wordsfor them. Thatprobablymeantwords
' diagramlesses
in which the pattemsof unfilled squaresformed pictures
of two or more syllables,if I remember
' puzzlesin which morethanoneletterhadto beenteredin every
square(othereditors
thosekids."
and publishershavetheir own namesfbr puzzlesof this stylefRosencalls ttrem
"Squeezzles.")
Rosenattendedthe University of Chi"Before
cago,wherehemethis wife-to-be.
In RunningPressbooks,hehasfeatured"CorraltheClues"puzzles.After filling in all
theendof freshmanyear,PeggyandI knew
cluedentries,tle solvermustfollow additionalinsfuctionsanddererminewhichanswer
we had a future together,"he says."We
wordsareto bewrittenasecondtime,thistime in a solid.,wordsquare',(four squareswide
were married in October of sophomore by four squaresdeep,no black squares)occupyingthe
centerof the grid.
"For me,"
year."
he says,"gimmickslike thesearewhatkeepcrosswordsinteresting."
Neitherof theRosensreceiveda degree
atChicago.AlthoughPeggy'sprospective sincethe schoolwasjust turning coed."I ing a tech writer. Mel's early retirement
majorwaspre-medbiochemistryandMel' s wasoneof thefew malesin classthen,"he camein '87, and the couplehasstayedin
wasphysics,thecoupleweretoodistracted says,"so I got somefunnylooks."
Tampa.
bycompetingenthusiasms
During his years with IBM in
to pay attention
.
to labsandlibraries.TheRosenswrotethe Poughkeepsie,
Rosenlaunchedhis puzzle
Rosenwasoneof the pioneeringcrossmusic,lyrics, and book for the university constructinghobby,sellingfirstto TheN ew word constructorswho first usedcomputtheaterdepartment'sannualmusicalshow YorkTimesand thento othermarkets.
ers to design and print puzzle grid diaoneyear,leavingthemselves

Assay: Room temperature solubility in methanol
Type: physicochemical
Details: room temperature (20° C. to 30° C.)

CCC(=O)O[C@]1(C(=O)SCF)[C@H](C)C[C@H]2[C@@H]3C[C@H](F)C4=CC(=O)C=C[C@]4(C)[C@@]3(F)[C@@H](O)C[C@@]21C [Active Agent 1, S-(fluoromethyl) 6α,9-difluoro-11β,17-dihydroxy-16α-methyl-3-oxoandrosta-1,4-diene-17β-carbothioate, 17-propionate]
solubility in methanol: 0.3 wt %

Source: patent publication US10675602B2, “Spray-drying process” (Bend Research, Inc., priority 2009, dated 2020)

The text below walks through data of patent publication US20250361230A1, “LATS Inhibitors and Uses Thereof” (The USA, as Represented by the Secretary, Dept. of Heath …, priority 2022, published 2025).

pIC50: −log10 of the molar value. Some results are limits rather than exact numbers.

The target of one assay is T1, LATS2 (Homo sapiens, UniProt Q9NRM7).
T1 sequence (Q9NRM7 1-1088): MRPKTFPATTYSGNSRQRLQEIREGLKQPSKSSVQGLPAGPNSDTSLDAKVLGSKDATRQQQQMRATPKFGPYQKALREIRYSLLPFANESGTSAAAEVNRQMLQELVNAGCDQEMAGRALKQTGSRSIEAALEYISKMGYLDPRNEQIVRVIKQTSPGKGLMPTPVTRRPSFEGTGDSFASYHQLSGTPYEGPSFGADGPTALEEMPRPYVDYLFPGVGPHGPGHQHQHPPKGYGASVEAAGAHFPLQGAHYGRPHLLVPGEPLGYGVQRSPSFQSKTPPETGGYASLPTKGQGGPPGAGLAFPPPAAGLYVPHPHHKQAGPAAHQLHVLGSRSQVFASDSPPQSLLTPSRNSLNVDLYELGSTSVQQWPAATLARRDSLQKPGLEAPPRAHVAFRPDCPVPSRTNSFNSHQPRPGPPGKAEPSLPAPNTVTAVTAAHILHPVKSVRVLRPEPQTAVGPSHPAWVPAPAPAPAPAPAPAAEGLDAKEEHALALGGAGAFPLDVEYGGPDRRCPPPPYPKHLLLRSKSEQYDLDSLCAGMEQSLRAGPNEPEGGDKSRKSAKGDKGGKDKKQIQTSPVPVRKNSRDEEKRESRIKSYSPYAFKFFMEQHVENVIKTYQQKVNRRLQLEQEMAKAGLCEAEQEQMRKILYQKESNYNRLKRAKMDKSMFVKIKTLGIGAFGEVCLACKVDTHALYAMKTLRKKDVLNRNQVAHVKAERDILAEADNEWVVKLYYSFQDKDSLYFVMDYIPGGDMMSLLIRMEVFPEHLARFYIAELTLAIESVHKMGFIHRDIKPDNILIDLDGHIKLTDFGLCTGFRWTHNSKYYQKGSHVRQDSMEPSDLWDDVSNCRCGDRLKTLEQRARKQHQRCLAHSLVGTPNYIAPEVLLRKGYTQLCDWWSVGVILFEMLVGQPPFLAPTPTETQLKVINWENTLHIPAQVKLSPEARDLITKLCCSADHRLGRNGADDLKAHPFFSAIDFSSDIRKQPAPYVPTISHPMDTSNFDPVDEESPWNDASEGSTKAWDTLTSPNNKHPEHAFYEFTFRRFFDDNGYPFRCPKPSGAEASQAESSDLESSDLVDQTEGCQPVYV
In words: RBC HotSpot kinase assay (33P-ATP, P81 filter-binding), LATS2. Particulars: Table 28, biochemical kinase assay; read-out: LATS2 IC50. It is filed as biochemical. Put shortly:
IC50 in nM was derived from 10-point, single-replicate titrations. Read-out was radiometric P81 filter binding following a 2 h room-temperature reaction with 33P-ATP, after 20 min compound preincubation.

scanttime for
Shortly after he becamea constructor, grams.
"In the
study.
Rosen befriended fellow IBMer Stan
early'80s,whenIBM wasintroThey left school after rwo and a half Kurzban,whomhe helpedandencouraged ducing its first desktopcomputers,
the
years.At about that time, they starteda to becomea puzzle constructoras well. companysetup anin-houselottery
because
family(theyhavetwo daughters)and Mel RosenandKurzbannotonly wereco-work- not enoughof thesemachineshadyet
been
wentto work for IBM in Illinois. "I wasin ers and kindred puzzlemakers,but also producedto let every employeepurchase
theofficeend,notthecomputerend.In fact, played duplicatebridge in an American one,"heexplains."Peggy'snamewas
drawn
computers
werestrangeandnew then.Me- Contract Bridge League club and were almostimmediately,so the first homepC
chanicaloffice tabulatingmachineswere membersof thelocalMensachapter.Even(Continuedon Page9)

GIMMICKS
ARETHESPICE

January/February
1994

CROSSWRD

Page 7

Rosen(from Page7)
weownedwasofficially hers,notmine,but
we both usedit.
"The machine
came with a dot matrix
printer-a typeof gizmothatI hadearlierseen
demonstra0ed